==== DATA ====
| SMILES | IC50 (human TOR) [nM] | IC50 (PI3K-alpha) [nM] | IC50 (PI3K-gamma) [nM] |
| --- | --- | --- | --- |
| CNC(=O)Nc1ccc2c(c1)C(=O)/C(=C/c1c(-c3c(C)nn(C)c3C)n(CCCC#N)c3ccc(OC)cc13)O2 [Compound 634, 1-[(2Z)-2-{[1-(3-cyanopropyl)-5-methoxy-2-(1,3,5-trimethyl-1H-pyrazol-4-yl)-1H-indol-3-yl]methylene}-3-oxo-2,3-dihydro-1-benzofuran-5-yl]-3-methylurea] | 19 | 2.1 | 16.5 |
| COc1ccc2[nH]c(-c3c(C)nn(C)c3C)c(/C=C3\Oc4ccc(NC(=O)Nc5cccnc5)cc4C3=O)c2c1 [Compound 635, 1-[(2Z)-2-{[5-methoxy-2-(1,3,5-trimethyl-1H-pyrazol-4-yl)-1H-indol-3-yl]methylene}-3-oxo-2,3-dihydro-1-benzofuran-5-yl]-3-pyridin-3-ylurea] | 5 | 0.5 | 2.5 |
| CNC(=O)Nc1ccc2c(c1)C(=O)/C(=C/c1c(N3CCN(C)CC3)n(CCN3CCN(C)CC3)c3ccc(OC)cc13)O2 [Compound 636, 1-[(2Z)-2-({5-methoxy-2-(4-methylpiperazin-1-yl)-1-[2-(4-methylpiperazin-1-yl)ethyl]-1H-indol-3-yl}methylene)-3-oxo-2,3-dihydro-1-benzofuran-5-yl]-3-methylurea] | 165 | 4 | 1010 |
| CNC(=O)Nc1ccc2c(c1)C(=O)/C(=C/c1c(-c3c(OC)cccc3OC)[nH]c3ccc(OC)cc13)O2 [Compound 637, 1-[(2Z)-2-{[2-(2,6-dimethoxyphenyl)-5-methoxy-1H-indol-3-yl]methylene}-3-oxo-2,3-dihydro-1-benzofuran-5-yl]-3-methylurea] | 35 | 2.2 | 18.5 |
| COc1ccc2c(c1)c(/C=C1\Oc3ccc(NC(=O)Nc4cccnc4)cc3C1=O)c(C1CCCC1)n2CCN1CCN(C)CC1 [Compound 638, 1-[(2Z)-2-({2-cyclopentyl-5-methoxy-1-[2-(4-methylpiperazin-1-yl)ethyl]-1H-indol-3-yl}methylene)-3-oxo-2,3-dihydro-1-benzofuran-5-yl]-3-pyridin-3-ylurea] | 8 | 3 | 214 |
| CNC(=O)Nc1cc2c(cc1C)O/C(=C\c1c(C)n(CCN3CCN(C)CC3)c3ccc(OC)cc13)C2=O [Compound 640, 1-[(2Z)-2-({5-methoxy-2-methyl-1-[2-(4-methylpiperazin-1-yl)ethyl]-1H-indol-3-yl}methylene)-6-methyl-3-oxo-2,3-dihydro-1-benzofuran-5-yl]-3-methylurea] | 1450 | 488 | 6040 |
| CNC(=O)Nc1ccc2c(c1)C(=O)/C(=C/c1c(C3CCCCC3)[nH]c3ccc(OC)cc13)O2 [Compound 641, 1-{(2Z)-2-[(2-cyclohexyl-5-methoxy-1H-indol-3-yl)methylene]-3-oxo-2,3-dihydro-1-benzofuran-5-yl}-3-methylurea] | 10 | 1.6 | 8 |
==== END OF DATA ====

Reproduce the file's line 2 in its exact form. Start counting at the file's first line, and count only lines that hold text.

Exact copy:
| --- | --- | --- | --- |